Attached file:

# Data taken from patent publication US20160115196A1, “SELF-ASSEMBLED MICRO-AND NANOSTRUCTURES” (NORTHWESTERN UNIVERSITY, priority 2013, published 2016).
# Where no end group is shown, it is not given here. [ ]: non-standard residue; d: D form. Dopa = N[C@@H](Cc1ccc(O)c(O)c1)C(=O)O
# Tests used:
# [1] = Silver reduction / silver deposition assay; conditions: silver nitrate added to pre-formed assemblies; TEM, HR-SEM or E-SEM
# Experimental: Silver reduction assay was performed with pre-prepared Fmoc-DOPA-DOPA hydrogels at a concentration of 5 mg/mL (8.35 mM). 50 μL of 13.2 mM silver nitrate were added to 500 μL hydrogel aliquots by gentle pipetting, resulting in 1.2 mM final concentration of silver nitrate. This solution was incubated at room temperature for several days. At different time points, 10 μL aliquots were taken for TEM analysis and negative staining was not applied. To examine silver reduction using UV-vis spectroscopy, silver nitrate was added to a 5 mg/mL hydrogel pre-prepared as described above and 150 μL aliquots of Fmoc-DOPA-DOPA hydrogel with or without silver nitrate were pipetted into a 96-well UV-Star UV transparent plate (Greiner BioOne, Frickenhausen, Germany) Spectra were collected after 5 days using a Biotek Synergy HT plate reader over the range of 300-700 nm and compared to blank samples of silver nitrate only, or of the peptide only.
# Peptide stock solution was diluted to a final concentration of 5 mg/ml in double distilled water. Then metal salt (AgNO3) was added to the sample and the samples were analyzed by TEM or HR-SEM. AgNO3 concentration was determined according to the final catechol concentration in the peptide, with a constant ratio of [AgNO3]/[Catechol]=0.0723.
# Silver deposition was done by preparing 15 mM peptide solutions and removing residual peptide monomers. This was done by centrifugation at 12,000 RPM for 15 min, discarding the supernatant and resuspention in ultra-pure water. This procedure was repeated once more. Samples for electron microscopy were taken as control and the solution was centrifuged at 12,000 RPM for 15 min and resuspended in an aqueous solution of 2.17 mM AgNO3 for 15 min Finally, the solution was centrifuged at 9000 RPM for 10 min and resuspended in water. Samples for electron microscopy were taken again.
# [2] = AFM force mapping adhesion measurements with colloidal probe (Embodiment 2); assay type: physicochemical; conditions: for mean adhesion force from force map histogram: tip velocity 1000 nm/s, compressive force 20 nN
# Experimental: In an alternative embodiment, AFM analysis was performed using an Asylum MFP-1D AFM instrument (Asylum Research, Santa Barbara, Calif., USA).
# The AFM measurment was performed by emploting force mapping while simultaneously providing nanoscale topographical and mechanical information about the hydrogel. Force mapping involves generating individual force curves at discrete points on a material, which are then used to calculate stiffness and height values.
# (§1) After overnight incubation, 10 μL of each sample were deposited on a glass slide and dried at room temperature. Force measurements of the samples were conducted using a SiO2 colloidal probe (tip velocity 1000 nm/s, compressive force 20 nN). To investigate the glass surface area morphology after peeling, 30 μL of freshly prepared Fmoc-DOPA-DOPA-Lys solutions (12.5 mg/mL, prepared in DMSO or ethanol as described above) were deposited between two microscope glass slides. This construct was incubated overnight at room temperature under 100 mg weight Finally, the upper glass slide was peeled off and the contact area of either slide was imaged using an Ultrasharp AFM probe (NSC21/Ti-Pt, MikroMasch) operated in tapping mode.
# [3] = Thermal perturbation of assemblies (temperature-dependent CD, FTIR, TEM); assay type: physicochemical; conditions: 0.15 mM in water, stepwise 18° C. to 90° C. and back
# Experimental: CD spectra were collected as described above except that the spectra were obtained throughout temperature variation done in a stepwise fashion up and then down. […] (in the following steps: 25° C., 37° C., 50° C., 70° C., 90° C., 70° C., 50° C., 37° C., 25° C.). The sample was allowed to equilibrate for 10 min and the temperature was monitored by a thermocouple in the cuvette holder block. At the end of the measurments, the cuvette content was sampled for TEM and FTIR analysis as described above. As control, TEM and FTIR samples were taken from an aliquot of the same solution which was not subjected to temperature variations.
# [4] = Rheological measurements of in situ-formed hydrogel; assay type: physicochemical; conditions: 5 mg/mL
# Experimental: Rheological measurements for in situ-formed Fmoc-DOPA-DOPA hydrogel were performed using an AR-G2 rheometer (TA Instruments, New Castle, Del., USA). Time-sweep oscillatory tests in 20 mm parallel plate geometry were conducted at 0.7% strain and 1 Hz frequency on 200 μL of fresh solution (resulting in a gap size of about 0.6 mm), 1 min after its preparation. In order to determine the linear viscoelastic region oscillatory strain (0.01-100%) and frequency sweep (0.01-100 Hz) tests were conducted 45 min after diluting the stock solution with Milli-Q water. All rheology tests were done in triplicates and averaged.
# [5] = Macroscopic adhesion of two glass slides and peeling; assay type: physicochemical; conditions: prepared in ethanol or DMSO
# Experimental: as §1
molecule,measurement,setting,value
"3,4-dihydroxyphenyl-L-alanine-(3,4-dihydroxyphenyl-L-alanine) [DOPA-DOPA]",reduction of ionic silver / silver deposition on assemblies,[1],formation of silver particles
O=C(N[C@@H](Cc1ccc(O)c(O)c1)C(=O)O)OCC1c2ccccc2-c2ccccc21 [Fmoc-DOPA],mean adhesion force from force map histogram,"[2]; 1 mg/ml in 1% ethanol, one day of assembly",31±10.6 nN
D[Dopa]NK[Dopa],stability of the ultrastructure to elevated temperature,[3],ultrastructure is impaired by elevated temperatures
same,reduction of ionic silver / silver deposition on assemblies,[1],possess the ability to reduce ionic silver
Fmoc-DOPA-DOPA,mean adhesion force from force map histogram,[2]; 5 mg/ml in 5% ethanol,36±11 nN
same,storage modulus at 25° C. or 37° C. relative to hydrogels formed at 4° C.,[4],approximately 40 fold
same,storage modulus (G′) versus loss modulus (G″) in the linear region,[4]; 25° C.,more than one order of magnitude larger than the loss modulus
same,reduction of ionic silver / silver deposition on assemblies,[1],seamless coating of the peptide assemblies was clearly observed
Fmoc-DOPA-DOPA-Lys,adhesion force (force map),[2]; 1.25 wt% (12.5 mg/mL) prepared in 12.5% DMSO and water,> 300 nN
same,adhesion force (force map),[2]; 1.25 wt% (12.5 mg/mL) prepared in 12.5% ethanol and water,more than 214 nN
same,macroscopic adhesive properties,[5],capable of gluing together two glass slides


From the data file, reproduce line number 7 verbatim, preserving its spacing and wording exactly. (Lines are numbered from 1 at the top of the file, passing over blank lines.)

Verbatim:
# Silver deposition was done by preparing 15 mM peptide solutions and removing residual peptide monomers. This was done by centrifugation at 12,000 RPM for 15 min, discarding the supernatant and resuspention in ultra-pure water. This procedure was repeated once more. Samples for electron microscopy were taken as control and the solution was centrifuged at 12,000 RPM for 15 min and resuspended in an aqueous solution of 2.17 mM AgNO3 for 15 min Finally, the solution was centrifuged at 9000 RPM for 10 min and resuspended in water. Samples for electron microscopy were taken again.